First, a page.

Here is a view of the inside of a back after sewing the corners and clipping diagonally to the center point.  Also shown here is the previously prepared back pocket stitched in place and trimmed.  Remember that I said I started taking pictures AFTER I started working on the back… hence – this picture shows several steps already done.  🙁

#4 - View of front with back pocket sewn onto back V1051



This view is of the pocket being understitched before turning to inside between clipped ends.

#5 - Understitching of back pocket V1051



This is the pocket turned over to the inside and pressed.  Note the “pocket facing” on the lower end.

#6 - Back pocket in position V1051



Now we have hit the moment of loops!  The pattern instructions tell you to use a needle and thread to carry out the task, but I have never found this to be very easy.  Of course I have tried various sewing tools designed for this job, but I am not consistent with the use of them either.  Then I discovered this…

#8 - Needle and package V1051






Notice the package next to this amazing nifty needle.  It’s for sewing tents, lawn chairs etc.  It is so perfect for making loops.





#11 - Finished loop by needle V1051


The pattern instructions ask you to fold the fabric in half, lengthwise and then stitch.  No problem here, just a 5/8 inch seam.  When done, trim to 1/8” inch.  It seems close to the stitches, but there is still enough remaining fabric in the event of fraying.

I leave the threads on one end long enough after I’ve sewn the strip so that I can tie them on to the uber needle.



#9 - Making loop V1051

After tying the thread firmly on the needle, begin by inserting it, eye first, into the loop, easing the trimmed edge in.  This does require some patience, but you can do it!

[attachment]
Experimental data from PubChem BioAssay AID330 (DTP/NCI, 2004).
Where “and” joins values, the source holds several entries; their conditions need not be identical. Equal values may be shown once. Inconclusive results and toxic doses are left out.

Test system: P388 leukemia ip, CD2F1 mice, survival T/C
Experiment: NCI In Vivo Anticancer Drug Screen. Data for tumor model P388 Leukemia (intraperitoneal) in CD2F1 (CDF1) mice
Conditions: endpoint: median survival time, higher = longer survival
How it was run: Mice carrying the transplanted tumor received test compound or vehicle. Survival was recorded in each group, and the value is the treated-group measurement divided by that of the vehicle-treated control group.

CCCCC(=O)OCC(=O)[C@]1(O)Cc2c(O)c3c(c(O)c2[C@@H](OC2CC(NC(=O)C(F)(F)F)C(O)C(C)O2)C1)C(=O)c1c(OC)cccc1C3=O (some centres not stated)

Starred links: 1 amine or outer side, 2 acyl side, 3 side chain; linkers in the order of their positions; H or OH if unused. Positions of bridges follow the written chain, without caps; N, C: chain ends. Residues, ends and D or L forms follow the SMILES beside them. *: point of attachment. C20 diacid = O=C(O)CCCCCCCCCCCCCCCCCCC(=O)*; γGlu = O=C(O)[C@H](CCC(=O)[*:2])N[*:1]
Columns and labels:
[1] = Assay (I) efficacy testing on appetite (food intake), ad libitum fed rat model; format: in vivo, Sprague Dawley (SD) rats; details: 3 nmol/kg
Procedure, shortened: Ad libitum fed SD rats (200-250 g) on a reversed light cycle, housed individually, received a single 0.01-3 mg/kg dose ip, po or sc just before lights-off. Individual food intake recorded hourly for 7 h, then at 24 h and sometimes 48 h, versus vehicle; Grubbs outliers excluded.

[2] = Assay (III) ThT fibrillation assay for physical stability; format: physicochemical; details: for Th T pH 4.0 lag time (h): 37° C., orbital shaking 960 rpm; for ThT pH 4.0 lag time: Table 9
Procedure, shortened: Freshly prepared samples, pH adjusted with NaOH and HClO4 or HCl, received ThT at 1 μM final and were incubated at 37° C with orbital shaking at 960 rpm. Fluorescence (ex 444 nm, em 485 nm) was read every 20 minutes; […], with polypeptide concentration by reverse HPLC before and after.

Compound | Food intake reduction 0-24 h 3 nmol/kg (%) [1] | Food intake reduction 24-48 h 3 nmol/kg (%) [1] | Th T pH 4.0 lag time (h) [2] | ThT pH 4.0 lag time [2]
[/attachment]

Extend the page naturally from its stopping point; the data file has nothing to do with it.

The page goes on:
The hardest part is getting started but once the end moves into the inside of the loop it will begin to get easier.  I will stick the needle into a pin cushion at this point till I get things working a bit because it really smarts when you poke yourself.



#10 - Finished loop V1051



Finally…the finished product!







#12 - Loops folded for welts V1051



Now you just cut two sections, each 3 ¼ inch long and then shape them for the pockets.



Believe it or not, I think these are fun to do.  Loops for fasteners over buttons are just too cool!



#13 - Loop sewn to back pocket V1051


The loops are then sewn onto the pocket “facing” as shown.








Now the infamous welt…You start by folding it in half and then basting it closed.  Note the white circles marked on the ends.

#14 - Back Welts basted V1051

These circles are matched to the pocket facing circles by laying the folded side of the welt along the top of the back or finished edge where you stitched on the pocket and then lapping the folded wings over each end of it.  It will look like the picture below. #15 - Back pocket welt V1051 pants

*Note that the lower strip is the welt and this is how it should look before pinning and sewing it in place.



Now you turn this section over and sew the pocket facings or wings and welt ends along the facing seam lines.

#17 - Sewing ends of welt for back pocket V1051

Unfortunately this is not the best picture because on the inside, the pant back is not flat enough to see the wings on each end, though the bottom one is a little more visible.



Technically the welting is done and now is time to finish the pocket.  The instructions are pretty clear from this point on and when finished this is what you end up with on the inside.

#19 - Completed back welt back inside view V1051



And finally, a finished welt pocket.  See the right bottom corner…gotta work on that!

#20 - Completed back welt pocket with loop V1051